Time management while working from home

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Work–life balance is a concept including proper prioritizing between “work” (career and ambition) and “lifestyle” (health, pleasure, leisure, family and spiritual development/meditation). This is related to the idea of lifestyle choice.

The work–leisure dichotomy was invented in the mid-1800s.[1][2] Paul Krassner remarked that anthropologists use a definition of happiness that is to have as little separation as possible “between your work and your play”.[3][4] The expression “work–life balance” was first used in the United Kingdom in the late 1970s to describe the balance between an individual’s work and personal life.[5] In the United States, this phrase was first used in 1986.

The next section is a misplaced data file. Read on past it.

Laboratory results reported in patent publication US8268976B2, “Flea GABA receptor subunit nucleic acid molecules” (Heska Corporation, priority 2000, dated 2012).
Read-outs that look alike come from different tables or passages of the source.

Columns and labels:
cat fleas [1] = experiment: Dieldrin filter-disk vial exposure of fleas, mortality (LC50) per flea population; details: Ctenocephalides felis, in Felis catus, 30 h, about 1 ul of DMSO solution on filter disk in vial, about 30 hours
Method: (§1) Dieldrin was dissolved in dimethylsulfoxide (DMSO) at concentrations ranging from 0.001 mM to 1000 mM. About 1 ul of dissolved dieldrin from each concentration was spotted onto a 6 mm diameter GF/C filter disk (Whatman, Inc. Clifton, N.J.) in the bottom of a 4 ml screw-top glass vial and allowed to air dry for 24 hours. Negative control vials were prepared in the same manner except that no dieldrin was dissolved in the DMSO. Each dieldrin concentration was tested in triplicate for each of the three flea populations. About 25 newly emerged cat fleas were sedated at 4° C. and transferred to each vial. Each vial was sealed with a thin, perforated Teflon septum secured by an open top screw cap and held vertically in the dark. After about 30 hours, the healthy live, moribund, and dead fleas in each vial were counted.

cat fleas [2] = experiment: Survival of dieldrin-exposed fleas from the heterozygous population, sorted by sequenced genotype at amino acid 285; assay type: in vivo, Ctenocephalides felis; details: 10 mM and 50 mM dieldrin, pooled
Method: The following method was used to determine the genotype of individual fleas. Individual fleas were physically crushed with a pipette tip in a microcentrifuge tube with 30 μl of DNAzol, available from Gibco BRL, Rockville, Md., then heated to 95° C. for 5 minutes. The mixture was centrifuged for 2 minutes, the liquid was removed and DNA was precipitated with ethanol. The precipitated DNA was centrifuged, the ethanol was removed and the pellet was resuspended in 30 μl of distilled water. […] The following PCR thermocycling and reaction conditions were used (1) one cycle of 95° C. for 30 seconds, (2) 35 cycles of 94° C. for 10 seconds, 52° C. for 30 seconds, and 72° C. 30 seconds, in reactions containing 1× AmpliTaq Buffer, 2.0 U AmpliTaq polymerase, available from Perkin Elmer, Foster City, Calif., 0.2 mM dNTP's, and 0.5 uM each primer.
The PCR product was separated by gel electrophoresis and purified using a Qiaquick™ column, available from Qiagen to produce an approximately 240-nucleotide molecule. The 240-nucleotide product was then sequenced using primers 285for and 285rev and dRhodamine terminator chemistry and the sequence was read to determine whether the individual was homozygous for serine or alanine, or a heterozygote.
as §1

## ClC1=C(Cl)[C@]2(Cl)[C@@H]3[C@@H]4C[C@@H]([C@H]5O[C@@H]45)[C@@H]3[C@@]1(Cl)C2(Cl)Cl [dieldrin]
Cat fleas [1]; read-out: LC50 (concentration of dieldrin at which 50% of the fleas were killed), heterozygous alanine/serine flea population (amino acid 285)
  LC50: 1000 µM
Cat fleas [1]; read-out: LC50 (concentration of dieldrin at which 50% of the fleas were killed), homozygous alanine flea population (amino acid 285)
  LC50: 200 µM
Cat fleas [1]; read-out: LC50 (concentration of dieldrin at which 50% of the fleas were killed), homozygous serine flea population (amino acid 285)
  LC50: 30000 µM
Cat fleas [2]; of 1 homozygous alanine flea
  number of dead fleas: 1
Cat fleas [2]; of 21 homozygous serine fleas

According to 2010 National Health Interview Survey Occupational Health Supplement data, 16% of U.S. workers reported difficulty balancing work and family. Imbalance was more prevalent among workers aged 30–44 (19%) compared with other age groups; non-Hispanic black workers (19%) compared with non-Hispanic white workers (16%), and Hispanic workers (15%); divorced or separated workers (19%) compared with married workers (16%), widowed workers (13%), and never married workers (15%); and workers having a bachelor’s degree and higher (18%) compared with workers having a high school diploma or G.E.D. (16%), and workers with less than a high school education (15%). Workers in agriculture, forestry, fishing, and hunting industries (9%) had a lower prevalence rate of work–family imbalance compared to all employed adults (16%). Among occupations, a higher prevalence rate of work–family imbalance was found in legal occupations (26%), whereas a lower prevalence rate was observed for workers in office and administrative support (14%) and farming, forestry, and fishing occupations (10%).[6]

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